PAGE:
Jean-Jacques-Régis de Cambacérès, 1st Duc de Parma, (18 October 1753–8 March 1824), was a French lawyer and statesman, best remembered as the author of the Napoleonic code, which still forms the basis of French civil law.

Early career

Cambacérès was born in Montpellier, into a family of the legal nobility. In 1774 he graduated in law and succeeded his father as councillor in the Montpellier court of accounts and finances. He was a supporter of the French Revolution of 1789, and was elected as an extra deputy to represent the nobility of Montpellier (in case the government doubled the nobility's delegation) at the meeting of the Estates-General at Versailles, but since the delegation was not increased he never took his seat. In 1792 he represented the department of Hérault in the National Convention which assembled and proclaimed the First French Republic in September 1792.

In revolutionary terms, Cambacérès was a moderate. During the trial of Louis XVI he protested that the Convention did not have the power to sit as a court and demanded that the king should have due facilities for his defence. Nevertheless, when the trial proceeded, he voted with the majority that declared Louis to be guilty, but recommended that the penalty should be postponed until it could ratified by a legislative body.

In 1793, Cambacérès became a member of the Committee of General Defence, but was not a member of its famous successor, the Committee of Public Safety, until the end of 1794, during the Thermidorian Reaction after the Reign of Terror had ended. In the meantime he worked on much of the legislation of the revolutionary period. During 1795 he was also employed as a diplomat, and negotiated peace with Spain.

Cambacérès was considered too conservative to be one of the five Directors who took power in the coup of 1795, and finding himself in opposition to the Executive Directory he retired from politics. In 1799, however, as the Revolution entered a more moderate phase, he became Minister of Justice. He supported the coup of 18 Brumaire (in November 1799) that brought Napoleon Bonaparte to power as First Consul in a new regime designed to establish a stable constitutional republic.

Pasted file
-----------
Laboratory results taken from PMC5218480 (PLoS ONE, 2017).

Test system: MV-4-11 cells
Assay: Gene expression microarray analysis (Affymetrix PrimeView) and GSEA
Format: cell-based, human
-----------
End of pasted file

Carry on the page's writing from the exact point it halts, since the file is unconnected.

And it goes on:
The Napoleonic code

In December 1799, Cambacérès was appointed Second Consul under Bonaparte. He owed this appointment to his vast legal knowledge and his reputation as a moderate republican. His most important work during this period was the drawing up of a new Civil Law Code, later called the Napoleonic code, France's first modern legal code. The code was promulgated by Bonaparte (as Emperor Napoleon) in 1804. It was the work of Cambacérès and a commission of four lawyers.

The Code was a revised form of Roman law, with some modifications drawn from the laws of the Franks still current in northern France (Coutume de Paris). The Code was later extended by Napoleon's conquests to Poland, Italy, the Netherlands, Belgium, western Germany and Spain, and indirectly to the Spanish colonies in Latin America. Cambacérès's work has thus been enormously influential in European and American legal history. Versions of the Code are still in force in Quebec and Louisiana.

The Code dealt with Civil Law; other codes ensued for Penal Law, criminal procedure, civil procedure.

Cambacérès and homosexuality


Cambacérès, Bonaparte and Lebrun

It is widely believed that Cambacérès is responsible for decriminalizing homosexuality in France. The fact that he himself was homosexual seems to give credibility to this common but entirely mistaken belief. His sexual orientation was well-known, and he does not seem to have made any effort to conceal it. He remained unmarried, and kept to the company of other bachelors. Napoleon is recorded as making a number of jokes on the subject. In fact, however, Cambacérès had nothing at all to do with ending the legal prosecution of homosexuals. He did play a key role in drafting the Code Napoléon, but this was a civil law code. He had nothing to do with the Penal Code of 1810, which covered sexual crimes.